References

1. "America's Changing Religious Landscape: Christians Decline Sharply as Share of Population; Unaffiliated and Other Faiths Continue to Grow." Rep. Pew Research Center, Washington D.C., 15 May 2015. Web. http://www.pewforum.org/2015/05/12/americas-changing-religious-landscape/.
2. Pew Research Center, 3.
3. Pew Research Center, 43-44.
4. Pew Research Center, 87.
Image courtesy Achim Hering (Own work) CC BY 3.0

Friday, May 15, 2015

Christianity and the Disappearing Millennials: Exclusive Interview with Barna's David Kinnaman


Just this week, The Pew Research Group released the latest statistics on the state of faith in America from its massive study. Many interesting trends emerged. While fewer Americans identified as Christian than did so seven years ago, those who consider themselves evangelical held steady. Yet even here, the make-up of this segment is older, and the largest exodus from faith came from Millennials - young people born after 1980.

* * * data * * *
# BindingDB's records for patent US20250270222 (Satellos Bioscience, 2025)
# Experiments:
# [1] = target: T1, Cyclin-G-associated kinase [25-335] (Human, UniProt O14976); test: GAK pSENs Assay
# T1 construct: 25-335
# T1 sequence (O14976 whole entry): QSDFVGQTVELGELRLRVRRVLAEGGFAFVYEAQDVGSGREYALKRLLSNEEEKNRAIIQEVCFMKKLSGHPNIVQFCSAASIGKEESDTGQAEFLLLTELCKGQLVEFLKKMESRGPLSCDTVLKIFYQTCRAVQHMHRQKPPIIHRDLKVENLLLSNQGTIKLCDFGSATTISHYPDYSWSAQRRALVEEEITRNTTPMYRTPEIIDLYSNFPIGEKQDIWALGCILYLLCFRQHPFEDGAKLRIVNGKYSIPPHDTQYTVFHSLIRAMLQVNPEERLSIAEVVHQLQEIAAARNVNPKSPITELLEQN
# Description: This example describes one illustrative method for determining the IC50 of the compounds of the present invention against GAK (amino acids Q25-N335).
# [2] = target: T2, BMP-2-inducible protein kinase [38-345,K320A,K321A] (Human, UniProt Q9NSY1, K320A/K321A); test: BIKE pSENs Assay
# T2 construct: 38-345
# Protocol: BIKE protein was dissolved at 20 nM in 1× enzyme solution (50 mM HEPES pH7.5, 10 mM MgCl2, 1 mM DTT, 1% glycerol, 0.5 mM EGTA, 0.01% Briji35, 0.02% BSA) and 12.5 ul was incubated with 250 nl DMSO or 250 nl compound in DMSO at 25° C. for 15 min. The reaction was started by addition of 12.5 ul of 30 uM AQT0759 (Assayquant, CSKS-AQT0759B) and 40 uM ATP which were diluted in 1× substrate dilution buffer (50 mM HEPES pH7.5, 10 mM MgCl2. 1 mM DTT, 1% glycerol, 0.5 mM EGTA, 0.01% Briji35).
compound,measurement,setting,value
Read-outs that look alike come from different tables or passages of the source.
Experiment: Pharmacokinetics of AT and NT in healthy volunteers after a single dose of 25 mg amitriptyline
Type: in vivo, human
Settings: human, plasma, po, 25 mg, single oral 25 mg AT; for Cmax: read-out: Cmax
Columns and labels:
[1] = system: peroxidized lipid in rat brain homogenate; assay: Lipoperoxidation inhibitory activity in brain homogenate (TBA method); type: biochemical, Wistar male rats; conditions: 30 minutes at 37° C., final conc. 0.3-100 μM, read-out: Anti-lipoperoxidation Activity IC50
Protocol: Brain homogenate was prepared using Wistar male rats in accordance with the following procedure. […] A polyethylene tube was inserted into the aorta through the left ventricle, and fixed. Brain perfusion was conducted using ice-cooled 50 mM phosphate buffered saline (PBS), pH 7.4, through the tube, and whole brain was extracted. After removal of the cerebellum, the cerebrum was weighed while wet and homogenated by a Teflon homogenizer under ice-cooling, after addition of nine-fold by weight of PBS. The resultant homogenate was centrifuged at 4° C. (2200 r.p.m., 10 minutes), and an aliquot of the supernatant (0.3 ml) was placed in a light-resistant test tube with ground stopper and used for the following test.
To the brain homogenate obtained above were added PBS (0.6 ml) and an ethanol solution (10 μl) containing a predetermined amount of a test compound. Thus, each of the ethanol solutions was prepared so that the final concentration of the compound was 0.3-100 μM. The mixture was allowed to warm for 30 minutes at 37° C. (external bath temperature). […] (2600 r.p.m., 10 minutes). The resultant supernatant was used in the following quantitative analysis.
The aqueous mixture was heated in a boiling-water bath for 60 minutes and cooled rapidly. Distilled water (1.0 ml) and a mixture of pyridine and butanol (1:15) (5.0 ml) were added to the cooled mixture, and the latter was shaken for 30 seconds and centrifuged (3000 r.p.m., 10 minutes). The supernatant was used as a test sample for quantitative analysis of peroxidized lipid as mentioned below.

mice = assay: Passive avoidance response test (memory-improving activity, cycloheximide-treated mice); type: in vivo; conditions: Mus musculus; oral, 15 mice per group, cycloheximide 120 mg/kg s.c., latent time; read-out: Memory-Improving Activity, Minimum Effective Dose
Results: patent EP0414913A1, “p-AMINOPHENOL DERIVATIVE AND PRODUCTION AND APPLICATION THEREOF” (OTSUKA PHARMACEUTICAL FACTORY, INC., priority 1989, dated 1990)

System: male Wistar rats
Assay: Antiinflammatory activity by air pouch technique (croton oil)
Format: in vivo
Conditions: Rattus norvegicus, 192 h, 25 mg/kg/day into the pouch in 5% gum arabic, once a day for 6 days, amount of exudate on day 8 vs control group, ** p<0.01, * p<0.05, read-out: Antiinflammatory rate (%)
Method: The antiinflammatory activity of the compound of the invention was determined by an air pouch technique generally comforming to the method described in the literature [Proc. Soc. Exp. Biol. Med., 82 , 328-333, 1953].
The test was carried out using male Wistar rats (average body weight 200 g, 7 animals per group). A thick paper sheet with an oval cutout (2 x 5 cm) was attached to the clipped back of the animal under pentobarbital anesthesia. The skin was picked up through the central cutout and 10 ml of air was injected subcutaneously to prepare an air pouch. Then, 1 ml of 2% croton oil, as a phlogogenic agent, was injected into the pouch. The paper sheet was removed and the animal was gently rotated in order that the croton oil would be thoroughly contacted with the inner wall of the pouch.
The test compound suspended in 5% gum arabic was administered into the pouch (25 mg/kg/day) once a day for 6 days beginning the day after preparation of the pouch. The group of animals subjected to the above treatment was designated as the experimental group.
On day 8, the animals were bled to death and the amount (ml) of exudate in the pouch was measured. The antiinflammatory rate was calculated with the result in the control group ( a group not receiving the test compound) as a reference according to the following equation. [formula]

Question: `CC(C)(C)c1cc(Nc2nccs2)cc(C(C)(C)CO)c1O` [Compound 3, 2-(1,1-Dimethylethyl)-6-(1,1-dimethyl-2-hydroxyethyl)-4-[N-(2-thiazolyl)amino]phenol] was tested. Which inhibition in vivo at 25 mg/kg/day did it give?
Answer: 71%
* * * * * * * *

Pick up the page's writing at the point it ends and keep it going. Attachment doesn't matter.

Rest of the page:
In this exclusive interview, I speak with the President of the Barna Research Group, David Kinnaman. In both this interview and in his book You Lost Me: Why Young Christians Are Leaving Church...and Rethinking Faith he distills the findings from years of study on the Millennial exodus, and he talks about how we can reach a generation raised in Digital Babylon with the timeless truth of the Gospel message.



To download this audio file, click here.

To access some of the resources and materials mentioned in the interview, follow the links below:;

Friday, May 01, 2015

Why Studying Science is Important for Evangelism